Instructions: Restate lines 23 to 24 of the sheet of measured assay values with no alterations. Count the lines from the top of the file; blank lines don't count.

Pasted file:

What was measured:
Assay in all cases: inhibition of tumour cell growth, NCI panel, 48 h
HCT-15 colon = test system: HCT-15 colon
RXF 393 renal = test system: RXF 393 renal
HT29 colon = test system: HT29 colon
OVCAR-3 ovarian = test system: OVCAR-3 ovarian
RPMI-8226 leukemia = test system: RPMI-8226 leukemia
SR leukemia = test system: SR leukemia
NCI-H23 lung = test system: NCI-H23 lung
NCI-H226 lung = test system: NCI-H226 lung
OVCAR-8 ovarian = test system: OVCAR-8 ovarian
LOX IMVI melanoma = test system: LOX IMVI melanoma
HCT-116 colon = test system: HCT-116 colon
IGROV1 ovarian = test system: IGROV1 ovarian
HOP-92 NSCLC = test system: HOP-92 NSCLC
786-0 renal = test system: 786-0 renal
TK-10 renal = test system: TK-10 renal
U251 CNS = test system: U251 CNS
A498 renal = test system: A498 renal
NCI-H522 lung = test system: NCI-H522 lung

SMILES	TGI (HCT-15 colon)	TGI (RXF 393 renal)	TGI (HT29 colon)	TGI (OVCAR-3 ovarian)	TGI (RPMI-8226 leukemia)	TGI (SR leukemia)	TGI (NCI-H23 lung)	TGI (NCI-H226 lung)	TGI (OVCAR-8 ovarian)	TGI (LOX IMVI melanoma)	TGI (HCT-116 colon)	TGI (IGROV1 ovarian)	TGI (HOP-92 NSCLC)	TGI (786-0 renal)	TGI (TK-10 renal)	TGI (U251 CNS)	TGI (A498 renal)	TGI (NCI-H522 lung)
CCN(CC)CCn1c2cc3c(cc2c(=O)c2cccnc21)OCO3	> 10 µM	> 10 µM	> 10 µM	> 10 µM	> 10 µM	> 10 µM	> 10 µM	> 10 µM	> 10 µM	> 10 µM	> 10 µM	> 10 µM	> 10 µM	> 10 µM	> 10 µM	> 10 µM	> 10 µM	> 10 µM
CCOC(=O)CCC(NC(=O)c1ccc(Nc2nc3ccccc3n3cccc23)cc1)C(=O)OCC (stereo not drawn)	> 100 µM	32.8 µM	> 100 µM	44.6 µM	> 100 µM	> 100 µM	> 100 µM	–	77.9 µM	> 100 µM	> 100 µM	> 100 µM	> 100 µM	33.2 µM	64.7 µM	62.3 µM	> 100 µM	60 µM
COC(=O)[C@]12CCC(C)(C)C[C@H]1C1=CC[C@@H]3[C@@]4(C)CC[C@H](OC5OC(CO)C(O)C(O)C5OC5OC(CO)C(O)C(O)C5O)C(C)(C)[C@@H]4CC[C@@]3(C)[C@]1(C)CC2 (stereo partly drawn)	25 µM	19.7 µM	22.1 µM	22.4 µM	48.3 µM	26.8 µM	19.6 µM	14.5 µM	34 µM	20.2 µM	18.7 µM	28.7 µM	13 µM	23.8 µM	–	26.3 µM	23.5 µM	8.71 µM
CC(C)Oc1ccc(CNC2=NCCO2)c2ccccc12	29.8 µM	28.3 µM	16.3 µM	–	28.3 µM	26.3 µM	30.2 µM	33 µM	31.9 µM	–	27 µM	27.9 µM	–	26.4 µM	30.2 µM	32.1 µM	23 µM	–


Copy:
CCOC(=O)CCC(NC(=O)c1ccc(Nc2nc3ccccc3n3cccc23)cc1)C(=O)OCC (stereo not drawn)	> 100 µM	32.8 µM	> 100 µM	44.6 µM	> 100 µM	> 100 µM	> 100 µM	–	77.9 µM	> 100 µM	> 100 µM	> 100 µM	> 100 µM	33.2 µM	64.7 µM	62.3 µM	> 100 µM	60 µM
COC(=O)[C@]12CCC(C)(C)C[C@H]1C1=CC[C@@H]3[C@@]4(C)CC[C@H](OC5OC(CO)C(O)C(O)C5OC5OC(CO)C(O)C(O)C5O)C(C)(C)[C@@H]4CC[C@@]3(C)[C@]1(C)CC2 (stereo partly drawn)	25 µM	19.7 µM	22.1 µM	22.4 µM	48.3 µM	26.8 µM	19.6 µM	14.5 µM	34 µM	20.2 µM	18.7 µM	28.7 µM	13 µM	23.8 µM	–	26.3 µM	23.5 µM	8.71 µM